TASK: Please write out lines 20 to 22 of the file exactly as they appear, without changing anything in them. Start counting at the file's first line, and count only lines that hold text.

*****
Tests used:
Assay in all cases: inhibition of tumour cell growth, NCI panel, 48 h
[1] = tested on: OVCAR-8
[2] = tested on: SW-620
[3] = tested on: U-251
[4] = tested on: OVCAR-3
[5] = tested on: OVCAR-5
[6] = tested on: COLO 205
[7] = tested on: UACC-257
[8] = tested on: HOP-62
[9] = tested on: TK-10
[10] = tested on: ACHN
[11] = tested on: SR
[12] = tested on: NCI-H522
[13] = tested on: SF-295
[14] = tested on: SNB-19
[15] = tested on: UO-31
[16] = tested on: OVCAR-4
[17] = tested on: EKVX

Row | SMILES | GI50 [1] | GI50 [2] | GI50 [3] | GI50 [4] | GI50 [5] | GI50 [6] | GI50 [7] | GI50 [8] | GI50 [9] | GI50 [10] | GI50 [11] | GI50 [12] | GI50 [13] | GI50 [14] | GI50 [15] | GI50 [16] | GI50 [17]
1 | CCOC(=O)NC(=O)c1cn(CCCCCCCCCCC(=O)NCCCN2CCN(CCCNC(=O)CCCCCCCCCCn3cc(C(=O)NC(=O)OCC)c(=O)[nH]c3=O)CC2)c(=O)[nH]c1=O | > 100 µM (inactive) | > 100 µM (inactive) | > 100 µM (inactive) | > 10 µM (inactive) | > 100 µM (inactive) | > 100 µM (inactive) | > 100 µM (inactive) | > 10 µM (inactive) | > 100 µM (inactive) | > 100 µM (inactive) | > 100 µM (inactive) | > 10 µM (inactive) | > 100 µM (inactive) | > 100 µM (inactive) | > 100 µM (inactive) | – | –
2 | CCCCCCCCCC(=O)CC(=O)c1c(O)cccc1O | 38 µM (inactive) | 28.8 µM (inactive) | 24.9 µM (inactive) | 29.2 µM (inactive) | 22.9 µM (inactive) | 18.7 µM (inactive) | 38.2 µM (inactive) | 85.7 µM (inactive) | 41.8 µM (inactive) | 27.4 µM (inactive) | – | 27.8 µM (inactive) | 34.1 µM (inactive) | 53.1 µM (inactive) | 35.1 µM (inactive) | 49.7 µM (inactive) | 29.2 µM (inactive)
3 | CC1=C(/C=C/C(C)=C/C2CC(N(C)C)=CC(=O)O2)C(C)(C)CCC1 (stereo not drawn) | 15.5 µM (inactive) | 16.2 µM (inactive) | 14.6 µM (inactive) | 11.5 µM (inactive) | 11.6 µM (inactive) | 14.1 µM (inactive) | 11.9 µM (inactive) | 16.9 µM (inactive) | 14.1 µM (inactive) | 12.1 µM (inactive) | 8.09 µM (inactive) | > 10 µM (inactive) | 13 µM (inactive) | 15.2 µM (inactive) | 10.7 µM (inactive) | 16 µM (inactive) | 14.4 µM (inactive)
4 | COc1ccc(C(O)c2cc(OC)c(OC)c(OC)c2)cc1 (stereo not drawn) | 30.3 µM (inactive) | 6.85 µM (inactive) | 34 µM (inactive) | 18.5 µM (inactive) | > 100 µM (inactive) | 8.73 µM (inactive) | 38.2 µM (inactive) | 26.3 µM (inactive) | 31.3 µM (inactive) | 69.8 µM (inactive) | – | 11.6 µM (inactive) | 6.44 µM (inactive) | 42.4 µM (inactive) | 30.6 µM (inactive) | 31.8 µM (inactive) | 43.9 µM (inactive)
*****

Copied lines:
Row | SMILES | GI50 [1] | GI50 [2] | GI50 [3] | GI50 [4] | GI50 [5] | GI50 [6] | GI50 [7] | GI50 [8] | GI50 [9] | GI50 [10] | GI50 [11] | GI50 [12] | GI50 [13] | GI50 [14] | GI50 [15] | GI50 [16] | GI50 [17]
1 | CCOC(=O)NC(=O)c1cn(CCCCCCCCCCC(=O)NCCCN2CCN(CCCNC(=O)CCCCCCCCCCn3cc(C(=O)NC(=O)OCC)c(=O)[nH]c3=O)CC2)c(=O)[nH]c1=O | > 100 µM (inactive) | > 100 µM (inactive) | > 100 µM (inactive) | > 10 µM (inactive) | > 100 µM (inactive) | > 100 µM (inactive) | > 100 µM (inactive) | > 10 µM (inactive) | > 100 µM (inactive) | > 100 µM (inactive) | > 100 µM (inactive) | > 10 µM (inactive) | > 100 µM (inactive) | > 100 µM (inactive) | > 100 µM (inactive) | – | –
2 | CCCCCCCCCC(=O)CC(=O)c1c(O)cccc1O | 38 µM (inactive) | 28.8 µM (inactive) | 24.9 µM (inactive) | 29.2 µM (inactive) | 22.9 µM (inactive) | 18.7 µM (inactive) | 38.2 µM (inactive) | 85.7 µM (inactive) | 41.8 µM (inactive) | 27.4 µM (inactive) | – | 27.8 µM (inactive) | 34.1 µM (inactive) | 53.1 µM (inactive) | 35.1 µM (inactive) | 49.7 µM (inactive) | 29.2 µM (inactive)